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Kobe Bryant says James Harden and Russell Westbrook should be co-MVPs. What say you?
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David Aldridge: No. I get his argument, but I’d hate that outcome. Pick someone, for the best reasons you can, and live with the fallout and blowback that will surely follow.
Steve Aschburner: I say, ask Kobe Bryant how he would have liked being “co-” anything with anybody. As competitive as he is, my hunch is he’d want to win the award outright or not at all. “Co-” seems too much like a participation trophy to me — I still don’t like that Grant Hill and Jason Kidd tied for Rookie of the Year in 1995 and I’d bet that neither of them does either. Besides, since the MVP ballot doesn’t allow one to split votes, Harden and Westbrook actually would have to tie in the points system attached to the voting, an extreme long shot.
Fran Blinebury: Kawhi Leonard.
Scott Howard-Cooper: No. If it turns out that way, fine. But no one should split their vote. Otherwise, someone will get real surgical and dice their ballot into quarters — Harden, Westbrook, Kawhi Leonard and LeBron James. That would be justifiable as much as Kobe’s suggestion. Just pick a guy.
Shaun Powell: That’s a wishy-washy vote by Kobe. And while everyone will bring their own formula for deciding MVP — which irritates me, because I believe there should be league-issued guidelines — I’ll say this for Westbrook: I’ve never seen anyone average a triple-double (too young for Oscar). That needs to be rewarded.
John Schuhmann: I disagree. There’s a pretty slim chance that voting results in a tie and there’s just too much information out there for individual voters not to be able to make a distinction between any and all candidates. I made my case for Harden in this space last week.
Sekou Smith: It took roughly 20 years, but finally we see eye to eye on something, Kobe. Seriously, though, if ever there was a season that I wouldn’t be upset with co-winners of an award this is it. People love to talk about how splitting the award is taking the easy way out, but it’s hard to separate the otherworldly performances of both Westbrook and Harden (and we’re not even including Kawhi Leonard or LeBron James in this particular conversation). I could live with co-MVPs, I really could. I don’t think it would diminish the exemplary performance of either man. I think it would serve to accentuate the fact that they both had unbelievable seasons that were equally brilliant in their own right, and were recognized as such. The fact that we were lucky enough to get them in the same season is a bonus.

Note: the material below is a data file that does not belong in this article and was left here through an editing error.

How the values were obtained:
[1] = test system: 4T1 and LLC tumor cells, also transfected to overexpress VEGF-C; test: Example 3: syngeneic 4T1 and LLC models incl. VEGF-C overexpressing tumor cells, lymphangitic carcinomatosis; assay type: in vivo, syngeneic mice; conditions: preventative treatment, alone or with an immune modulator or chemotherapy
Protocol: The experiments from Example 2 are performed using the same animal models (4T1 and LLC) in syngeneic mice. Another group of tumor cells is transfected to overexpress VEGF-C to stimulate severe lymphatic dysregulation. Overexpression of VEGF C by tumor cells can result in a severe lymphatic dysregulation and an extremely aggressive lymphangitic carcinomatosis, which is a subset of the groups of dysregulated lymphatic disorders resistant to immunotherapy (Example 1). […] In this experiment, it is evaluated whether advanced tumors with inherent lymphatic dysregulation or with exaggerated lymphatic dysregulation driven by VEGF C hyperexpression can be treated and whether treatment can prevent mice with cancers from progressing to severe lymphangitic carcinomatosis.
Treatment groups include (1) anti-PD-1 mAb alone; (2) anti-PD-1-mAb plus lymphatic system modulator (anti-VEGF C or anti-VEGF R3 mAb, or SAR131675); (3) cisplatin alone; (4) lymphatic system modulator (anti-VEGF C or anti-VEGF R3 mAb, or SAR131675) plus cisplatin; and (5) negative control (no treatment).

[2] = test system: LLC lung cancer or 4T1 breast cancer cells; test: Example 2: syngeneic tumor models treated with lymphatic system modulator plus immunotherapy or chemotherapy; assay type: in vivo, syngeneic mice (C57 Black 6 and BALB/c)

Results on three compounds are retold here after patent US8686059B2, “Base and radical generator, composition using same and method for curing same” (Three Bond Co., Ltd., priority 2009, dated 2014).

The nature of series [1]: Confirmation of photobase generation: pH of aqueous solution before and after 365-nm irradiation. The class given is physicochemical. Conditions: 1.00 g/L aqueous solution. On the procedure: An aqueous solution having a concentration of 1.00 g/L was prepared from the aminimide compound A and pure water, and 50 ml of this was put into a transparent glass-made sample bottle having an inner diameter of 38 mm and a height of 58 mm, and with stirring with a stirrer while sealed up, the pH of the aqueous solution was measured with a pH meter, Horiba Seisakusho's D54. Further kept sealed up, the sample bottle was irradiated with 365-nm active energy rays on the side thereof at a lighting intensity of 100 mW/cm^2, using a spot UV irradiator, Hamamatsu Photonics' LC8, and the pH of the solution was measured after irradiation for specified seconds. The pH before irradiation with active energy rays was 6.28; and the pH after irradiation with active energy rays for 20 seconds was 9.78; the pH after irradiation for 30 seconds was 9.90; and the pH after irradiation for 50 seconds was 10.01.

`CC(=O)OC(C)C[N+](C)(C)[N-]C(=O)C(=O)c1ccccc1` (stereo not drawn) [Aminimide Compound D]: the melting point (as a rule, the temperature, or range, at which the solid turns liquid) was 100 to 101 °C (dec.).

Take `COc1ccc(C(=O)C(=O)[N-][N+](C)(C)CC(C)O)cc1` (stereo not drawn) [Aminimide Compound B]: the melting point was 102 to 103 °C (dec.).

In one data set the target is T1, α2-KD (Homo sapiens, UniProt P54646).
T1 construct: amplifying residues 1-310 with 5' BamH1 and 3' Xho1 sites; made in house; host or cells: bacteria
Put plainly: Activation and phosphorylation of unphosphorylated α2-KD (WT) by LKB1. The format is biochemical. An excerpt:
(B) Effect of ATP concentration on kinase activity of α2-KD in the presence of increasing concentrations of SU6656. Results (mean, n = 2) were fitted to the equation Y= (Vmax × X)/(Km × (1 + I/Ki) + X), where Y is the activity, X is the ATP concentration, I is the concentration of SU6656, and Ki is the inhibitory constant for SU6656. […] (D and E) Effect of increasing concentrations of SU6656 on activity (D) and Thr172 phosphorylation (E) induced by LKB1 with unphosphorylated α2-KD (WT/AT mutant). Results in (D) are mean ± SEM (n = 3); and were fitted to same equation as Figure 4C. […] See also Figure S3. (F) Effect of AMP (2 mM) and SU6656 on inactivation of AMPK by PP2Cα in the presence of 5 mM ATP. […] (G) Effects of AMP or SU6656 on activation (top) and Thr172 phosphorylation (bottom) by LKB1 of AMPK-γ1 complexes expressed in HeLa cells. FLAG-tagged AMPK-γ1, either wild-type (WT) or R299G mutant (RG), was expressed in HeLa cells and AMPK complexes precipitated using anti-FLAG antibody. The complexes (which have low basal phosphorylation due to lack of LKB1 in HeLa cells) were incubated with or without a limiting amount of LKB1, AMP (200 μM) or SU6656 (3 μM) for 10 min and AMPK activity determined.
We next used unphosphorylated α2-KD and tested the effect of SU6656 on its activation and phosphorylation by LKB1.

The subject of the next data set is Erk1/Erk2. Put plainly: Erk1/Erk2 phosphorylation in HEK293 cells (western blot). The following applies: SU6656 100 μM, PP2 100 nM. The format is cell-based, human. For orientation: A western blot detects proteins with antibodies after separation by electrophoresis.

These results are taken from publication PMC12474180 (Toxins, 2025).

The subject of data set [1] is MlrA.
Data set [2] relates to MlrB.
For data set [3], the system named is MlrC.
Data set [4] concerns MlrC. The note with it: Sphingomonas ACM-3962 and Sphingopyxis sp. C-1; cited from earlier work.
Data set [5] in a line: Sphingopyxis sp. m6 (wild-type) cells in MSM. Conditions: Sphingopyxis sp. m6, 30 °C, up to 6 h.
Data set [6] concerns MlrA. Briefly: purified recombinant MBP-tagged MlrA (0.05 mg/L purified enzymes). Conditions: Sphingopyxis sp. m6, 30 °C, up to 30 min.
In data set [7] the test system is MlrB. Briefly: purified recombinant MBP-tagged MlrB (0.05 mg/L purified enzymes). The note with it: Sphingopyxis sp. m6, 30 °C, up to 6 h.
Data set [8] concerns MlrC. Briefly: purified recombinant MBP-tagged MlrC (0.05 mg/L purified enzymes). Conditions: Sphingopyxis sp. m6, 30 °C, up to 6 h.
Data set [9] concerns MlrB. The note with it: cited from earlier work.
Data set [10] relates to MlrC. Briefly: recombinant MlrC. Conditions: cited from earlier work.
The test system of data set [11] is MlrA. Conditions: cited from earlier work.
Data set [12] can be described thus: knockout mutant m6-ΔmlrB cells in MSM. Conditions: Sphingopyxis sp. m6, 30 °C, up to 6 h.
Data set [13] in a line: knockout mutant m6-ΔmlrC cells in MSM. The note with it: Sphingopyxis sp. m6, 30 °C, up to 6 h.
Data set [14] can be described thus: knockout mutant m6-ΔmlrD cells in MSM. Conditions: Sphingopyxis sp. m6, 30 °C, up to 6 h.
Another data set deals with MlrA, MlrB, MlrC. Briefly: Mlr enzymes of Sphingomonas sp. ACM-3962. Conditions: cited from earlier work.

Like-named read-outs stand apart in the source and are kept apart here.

Ian Thomsen: In most years the argument could be made for co-MVPs. And if it actually played out that way, then the award wouldn’t be worth very much. So make a stand. Choose one player or the other and argue for your choice. In my case it’s Harden, because he has led a team of low expectations to the league’s third-best record.
Lang Whitaker: Mamba doubt? You might be able to select co-MVPs inside the MUSECAGE, but I’m pretty sure the ballot the NBA sends out only allows us to choose one guy as the MVP. In my mind Harden and Westbrook are neck-and-neck, and as great as Harden has been all season, if I have to choose one right now I’m going with Russell Westbrook.
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